Published online Apr 7, 2016. doi: 10.3748/wjg.v22.i13.3581
Peer-review started: October 26, 2015
First decision: November 13, 2015
Revised: December 5, 2015
Accepted: January 18, 2016
Article in press: January 18, 2016
Published online: April 7, 2016
AIM: To determine serum vitamin D levels and colonic vitamin D receptor (VDR) expression in inflammatory bowel disease (IBD) and non-IBD patients and correlate these with histopathology.
METHODS: Puerto Rican IBD (n = 10) and non-IBD (n = 10) patients ≥ 21 years old scheduled for colonoscopy were recruited. Each patient completed a questionnaire and provided a serum sample and a colonic biopsy of normal-appearing mucosa. For IBD patients, an additional biopsy was collected from visually diseased mucosa. Serum vitamin D levels were measured by ultra-performance liquid chromatography and mass spectrometry. Hematoxylin and eosin stained tissue sections from colonic biopsies were classified histologically as normal or colitis (active/inactive), and scored for the degree of inflammation present (0-3, inactive/absent to severe). Tissue sections from colonic biopsies were also stained by immunohistochemistry for VDR, for which representative diagnostic areas were photographed and scored for staining intensity using a 4-point scale.
RESULTS: The IBD cohort was significantly younger (40.40 ± 5.27, P < 0.05) than the non-IBD cohort (56.70 ± 1.64) with a higher prevalence of vitamin D deficiency (40% vs 20%, respectively) and insufficiency (70% vs 50%, respectively). Histologic inflammation was significantly higher in visually diseased mucosa from IBD patients (1.95 ± 0.25) than in normal-appearing mucosa from control patients (0.25 ± 0.08, P < 0.01) and from IBD patients (0.65 ± 0.36, P < 0.05) and correlated inversely with VDR expression in visually diseased colonic tissue from IBD patients (r = -0.44, P < 0.05) and from IBD patients with Crohn’s disease (r = -0.69, P < 0.05), but not in normal-appearing colonic tissue from control patients or IBD patients. Control and IBD patient serum vitamin D levels correlated positively with VDR expression in normal colon from control and IBD patients (r = 0.38, P < 0.05) and with patient age (r = 0.54, P < 0.01).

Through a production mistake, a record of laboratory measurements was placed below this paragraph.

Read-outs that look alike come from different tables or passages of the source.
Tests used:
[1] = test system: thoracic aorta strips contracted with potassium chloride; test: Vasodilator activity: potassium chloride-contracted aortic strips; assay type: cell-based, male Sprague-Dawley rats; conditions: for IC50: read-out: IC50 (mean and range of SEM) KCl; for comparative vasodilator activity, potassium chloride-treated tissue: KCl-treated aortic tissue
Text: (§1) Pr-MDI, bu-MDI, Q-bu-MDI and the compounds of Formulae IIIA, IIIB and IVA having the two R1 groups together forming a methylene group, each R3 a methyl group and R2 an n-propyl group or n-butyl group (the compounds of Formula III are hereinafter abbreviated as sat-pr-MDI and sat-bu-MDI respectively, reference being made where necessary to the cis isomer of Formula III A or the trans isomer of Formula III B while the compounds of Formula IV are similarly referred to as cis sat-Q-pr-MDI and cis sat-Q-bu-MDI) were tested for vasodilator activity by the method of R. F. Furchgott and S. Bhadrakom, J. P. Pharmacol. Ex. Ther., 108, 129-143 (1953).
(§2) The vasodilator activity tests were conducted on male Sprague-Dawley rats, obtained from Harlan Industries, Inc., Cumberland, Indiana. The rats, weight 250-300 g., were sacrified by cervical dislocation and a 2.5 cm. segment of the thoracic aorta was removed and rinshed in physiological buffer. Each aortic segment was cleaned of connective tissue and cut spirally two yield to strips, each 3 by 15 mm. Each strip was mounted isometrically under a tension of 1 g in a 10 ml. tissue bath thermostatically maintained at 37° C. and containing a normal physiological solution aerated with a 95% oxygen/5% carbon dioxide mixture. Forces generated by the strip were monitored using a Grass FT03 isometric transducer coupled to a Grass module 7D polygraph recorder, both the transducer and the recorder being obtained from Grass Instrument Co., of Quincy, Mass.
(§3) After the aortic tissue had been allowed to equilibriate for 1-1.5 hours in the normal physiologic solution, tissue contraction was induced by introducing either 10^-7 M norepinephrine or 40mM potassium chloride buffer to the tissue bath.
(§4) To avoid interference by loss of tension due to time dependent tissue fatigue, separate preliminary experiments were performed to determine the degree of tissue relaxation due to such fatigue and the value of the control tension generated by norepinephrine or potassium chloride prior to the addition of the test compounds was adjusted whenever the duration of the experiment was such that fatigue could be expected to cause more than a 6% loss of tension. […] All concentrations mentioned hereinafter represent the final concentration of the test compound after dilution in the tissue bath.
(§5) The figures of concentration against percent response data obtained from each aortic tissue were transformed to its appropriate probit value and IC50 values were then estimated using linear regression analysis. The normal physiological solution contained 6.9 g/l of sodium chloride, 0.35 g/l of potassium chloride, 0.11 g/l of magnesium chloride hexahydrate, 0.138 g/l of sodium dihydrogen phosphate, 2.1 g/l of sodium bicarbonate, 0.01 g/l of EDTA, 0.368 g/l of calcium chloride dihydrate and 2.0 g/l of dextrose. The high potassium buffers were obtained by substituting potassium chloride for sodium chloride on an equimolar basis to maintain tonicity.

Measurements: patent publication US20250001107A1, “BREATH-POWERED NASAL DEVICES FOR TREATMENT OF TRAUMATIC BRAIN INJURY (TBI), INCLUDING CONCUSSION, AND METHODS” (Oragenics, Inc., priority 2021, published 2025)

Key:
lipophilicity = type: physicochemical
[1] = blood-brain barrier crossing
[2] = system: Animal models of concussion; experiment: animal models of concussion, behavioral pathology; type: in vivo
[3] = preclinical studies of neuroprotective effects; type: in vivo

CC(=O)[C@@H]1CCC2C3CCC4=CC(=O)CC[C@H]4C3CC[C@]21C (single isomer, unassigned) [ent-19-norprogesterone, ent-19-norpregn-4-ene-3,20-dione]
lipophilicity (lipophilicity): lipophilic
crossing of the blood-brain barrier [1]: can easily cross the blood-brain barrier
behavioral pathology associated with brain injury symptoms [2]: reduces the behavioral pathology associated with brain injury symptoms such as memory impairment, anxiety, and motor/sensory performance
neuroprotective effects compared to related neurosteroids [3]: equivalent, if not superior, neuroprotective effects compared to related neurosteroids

CONCLUSION: Levels of serum vitamin D correlate positively with colonic VDR expression in visually normal mucosa whereas inflammation correlates negatively with colonic VDR expression in visually diseased mucosa in Puerto Rican patients.
Core tip: Our study examines for the first time the relationship between serum vitamin D levels, colonic vitamin D receptor (VDR) expression, and histologic disease activity. We show in Puerto Rican patients that colonic VDR expression and inflammation are negatively correlated in endoscopically and histologically diseased colon and that serum vitamin D levels positively correlate with VDR expression in endoscopically and histologically normal colon. These findings contribute to our understanding of the role of vitamin D and VDR in patients with inflammatory bowel disease and could affect the current care of these patients.